The symbol SM stands for service mark.  According to the USPTO a service mark is a ‘word, phrase, symbol or design, or a combination thereof, that identifies and distinguishes the source of a service rather than goods. The term “trademark” is often used to refer to both trademarks and service marks.’  As with ™, you can use this symbol regardless of whether or not you have filed an application with the USPTO.

The symbol ® stands for a registered trademark or service mark.  However, you may only use the federal registration symbol “®” after the USPTO actually registers a mark and not while an application is pending.

At What Point Should You Trademark?

Unfortunately, there is no magic formula to give you an exact date and time to trademark (if there was, you can be sure that I would patent it!).  However, speaking from personal experience, if you wait too long, there is a risk of added expense and the possibility of being denied.

In early 2011, I began referring to myself as The Numbers Whisperer®.  At the time, it wasn’t registered, heck I wasn’t even using the ™ symbol.  Frankly, I wasn’t sure if I’d keep using it or not, and wanted to test out my target market’s reaction.

Good news – people loved it.  I started using it more.  I bought the domain name.  I started creating a brand identity around it.  Was I going to trademark it?  Sure.  Eventually.  When I had the time, the money, and the stars aligned.  Sound familiar?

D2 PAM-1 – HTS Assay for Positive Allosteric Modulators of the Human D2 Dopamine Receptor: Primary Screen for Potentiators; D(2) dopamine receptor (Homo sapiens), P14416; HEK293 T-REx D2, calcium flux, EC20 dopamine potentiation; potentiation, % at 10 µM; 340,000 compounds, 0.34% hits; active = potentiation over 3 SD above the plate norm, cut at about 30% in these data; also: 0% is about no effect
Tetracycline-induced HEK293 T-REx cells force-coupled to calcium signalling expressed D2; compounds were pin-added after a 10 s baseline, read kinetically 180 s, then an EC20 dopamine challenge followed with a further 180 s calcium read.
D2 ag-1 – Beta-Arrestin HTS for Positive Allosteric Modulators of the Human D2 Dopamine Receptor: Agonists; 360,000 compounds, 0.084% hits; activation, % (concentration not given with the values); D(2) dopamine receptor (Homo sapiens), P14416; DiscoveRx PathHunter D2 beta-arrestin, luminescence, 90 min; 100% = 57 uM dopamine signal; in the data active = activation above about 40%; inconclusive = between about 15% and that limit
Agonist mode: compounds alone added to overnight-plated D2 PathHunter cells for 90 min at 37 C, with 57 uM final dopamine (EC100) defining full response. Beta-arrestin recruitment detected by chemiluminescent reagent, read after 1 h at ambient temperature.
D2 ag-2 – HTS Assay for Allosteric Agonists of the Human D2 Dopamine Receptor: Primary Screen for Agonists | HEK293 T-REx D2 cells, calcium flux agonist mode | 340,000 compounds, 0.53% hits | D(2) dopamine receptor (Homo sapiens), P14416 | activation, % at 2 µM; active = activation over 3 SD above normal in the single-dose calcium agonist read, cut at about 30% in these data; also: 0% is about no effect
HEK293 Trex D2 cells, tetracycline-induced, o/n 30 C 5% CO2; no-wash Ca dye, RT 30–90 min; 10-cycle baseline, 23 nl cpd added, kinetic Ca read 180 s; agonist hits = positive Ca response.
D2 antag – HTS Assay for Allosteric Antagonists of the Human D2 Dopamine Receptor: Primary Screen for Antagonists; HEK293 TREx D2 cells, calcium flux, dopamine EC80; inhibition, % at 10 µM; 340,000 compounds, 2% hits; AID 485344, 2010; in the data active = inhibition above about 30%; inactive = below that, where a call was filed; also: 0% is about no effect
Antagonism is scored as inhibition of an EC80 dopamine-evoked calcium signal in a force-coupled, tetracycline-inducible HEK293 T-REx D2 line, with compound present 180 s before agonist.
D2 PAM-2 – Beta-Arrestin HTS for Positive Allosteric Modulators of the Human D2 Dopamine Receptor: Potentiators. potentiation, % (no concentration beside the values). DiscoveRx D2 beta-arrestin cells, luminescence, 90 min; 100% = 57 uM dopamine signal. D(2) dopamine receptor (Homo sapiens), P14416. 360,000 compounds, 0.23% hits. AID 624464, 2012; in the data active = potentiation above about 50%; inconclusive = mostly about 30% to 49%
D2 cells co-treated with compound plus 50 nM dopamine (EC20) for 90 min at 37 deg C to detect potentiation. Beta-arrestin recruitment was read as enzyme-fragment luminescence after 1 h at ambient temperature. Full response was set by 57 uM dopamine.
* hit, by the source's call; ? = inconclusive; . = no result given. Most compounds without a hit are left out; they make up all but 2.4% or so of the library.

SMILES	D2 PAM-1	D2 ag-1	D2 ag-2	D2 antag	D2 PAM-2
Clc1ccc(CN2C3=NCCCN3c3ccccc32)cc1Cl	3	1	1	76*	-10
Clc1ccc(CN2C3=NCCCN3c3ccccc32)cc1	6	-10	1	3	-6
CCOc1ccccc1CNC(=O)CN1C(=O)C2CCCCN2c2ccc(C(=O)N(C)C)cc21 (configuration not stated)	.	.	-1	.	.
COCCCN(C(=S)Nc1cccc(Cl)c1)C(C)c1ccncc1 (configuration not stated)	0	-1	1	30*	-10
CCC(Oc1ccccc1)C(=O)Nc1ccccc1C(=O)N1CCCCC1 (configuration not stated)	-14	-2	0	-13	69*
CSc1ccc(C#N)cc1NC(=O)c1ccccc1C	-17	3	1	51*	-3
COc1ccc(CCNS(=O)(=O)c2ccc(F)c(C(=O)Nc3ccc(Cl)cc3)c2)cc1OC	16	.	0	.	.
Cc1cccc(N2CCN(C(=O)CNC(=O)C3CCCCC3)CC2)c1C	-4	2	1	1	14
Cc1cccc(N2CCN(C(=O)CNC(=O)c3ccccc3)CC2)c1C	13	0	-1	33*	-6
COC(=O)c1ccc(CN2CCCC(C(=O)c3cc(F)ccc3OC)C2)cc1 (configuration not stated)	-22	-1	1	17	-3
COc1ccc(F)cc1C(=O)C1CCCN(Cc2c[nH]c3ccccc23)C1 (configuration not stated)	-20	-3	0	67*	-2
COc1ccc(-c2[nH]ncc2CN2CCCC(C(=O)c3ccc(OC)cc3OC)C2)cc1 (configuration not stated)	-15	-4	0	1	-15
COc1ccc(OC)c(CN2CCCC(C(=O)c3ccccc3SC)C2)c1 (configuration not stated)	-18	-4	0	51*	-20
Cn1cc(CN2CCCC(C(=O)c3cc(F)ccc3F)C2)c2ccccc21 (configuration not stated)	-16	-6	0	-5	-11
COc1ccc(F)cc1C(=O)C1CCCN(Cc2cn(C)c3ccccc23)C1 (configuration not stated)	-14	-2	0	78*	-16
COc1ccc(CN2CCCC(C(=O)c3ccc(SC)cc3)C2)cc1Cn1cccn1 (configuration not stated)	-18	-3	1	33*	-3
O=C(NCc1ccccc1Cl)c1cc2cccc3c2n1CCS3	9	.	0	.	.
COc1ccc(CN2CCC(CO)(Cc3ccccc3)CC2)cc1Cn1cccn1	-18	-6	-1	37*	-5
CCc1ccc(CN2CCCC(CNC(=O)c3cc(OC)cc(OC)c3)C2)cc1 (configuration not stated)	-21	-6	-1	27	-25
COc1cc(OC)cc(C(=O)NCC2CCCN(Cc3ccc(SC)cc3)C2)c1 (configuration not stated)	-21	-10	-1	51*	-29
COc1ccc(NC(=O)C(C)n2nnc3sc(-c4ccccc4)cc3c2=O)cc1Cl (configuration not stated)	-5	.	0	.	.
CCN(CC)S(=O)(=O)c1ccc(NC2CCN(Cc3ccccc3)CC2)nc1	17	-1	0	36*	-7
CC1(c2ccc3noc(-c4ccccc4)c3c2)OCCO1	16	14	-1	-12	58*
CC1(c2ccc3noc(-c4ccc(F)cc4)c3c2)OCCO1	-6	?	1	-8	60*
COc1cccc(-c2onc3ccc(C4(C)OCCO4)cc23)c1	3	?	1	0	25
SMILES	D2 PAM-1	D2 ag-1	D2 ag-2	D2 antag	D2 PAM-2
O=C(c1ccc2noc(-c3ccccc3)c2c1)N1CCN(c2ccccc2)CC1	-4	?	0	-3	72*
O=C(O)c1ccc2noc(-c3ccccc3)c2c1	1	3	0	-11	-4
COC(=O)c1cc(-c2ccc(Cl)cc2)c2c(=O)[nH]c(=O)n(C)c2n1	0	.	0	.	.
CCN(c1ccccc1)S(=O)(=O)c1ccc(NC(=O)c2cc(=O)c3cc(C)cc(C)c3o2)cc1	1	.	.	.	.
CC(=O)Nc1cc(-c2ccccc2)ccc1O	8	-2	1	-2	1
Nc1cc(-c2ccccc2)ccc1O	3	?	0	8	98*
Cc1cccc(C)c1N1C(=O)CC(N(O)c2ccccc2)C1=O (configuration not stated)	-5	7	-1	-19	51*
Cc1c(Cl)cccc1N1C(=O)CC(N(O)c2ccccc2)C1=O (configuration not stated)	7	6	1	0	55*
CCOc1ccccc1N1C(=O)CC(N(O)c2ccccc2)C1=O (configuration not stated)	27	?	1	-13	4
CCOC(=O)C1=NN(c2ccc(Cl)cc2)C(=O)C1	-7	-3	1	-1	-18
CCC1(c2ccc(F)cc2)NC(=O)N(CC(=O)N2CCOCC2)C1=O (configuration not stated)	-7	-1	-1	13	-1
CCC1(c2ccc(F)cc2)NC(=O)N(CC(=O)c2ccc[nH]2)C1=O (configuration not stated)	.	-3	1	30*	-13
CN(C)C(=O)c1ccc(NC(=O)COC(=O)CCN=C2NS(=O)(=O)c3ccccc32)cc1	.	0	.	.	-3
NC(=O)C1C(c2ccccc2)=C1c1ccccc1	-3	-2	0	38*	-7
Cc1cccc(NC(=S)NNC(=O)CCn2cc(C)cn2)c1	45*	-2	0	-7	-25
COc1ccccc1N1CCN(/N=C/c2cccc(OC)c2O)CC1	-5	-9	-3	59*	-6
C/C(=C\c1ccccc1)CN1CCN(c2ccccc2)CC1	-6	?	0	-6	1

One day, I woke up and this niggling voice in the back of my head could no longer be ignored.  The Numbers Whisperer® had become essential to my brand and yet, I had zero protection.  What if someone else started using it?  Or five other companies?  It would lose its impact and I’d be out of luck.

I contacted an Intellectual Property attorney who came highly recommended to get the process started.  A few days later, he came back with some bad news; another business had filed The Numbers Whisperer just a few weeks prior.  My heart sank and my mind raced.  All that time, energy and resources I’d already invested.  What would I do?  How much would it cost to rebrand?  Would my sales suffer?  Fortunately, after additional attorney fees and a nail-biting wait, I learned the other company would withdraw their application.

I got lucky.  And luck is not the foundation upon which to build your business.

Would your heart sink (and your mind race) with all of the terrible ramifications if you found out that your potential trademark was already taken?  If so, it’s time to take a hard look at filing.

Protecting Your Trademark

Registering a trademark and then failing to protect it is like buying a helmet that you never wear while riding your motorcycle – a complete waste of money.  To protect the value of your Trademark, you must always use either the ™ or ® depending on its filing status.  You also need to take action when other businesses infringe upon it.  Often, companies are unaware of your trademark and a simple notification may resolve the problem.

While sophisticated businesses should consider the services of an Intellectual Property expert, even a barebones start-up can create a Google Alert to send a notification when a trademarked term is used.

Do you have a Trademark?  Are you considering registering one?  Why or why not?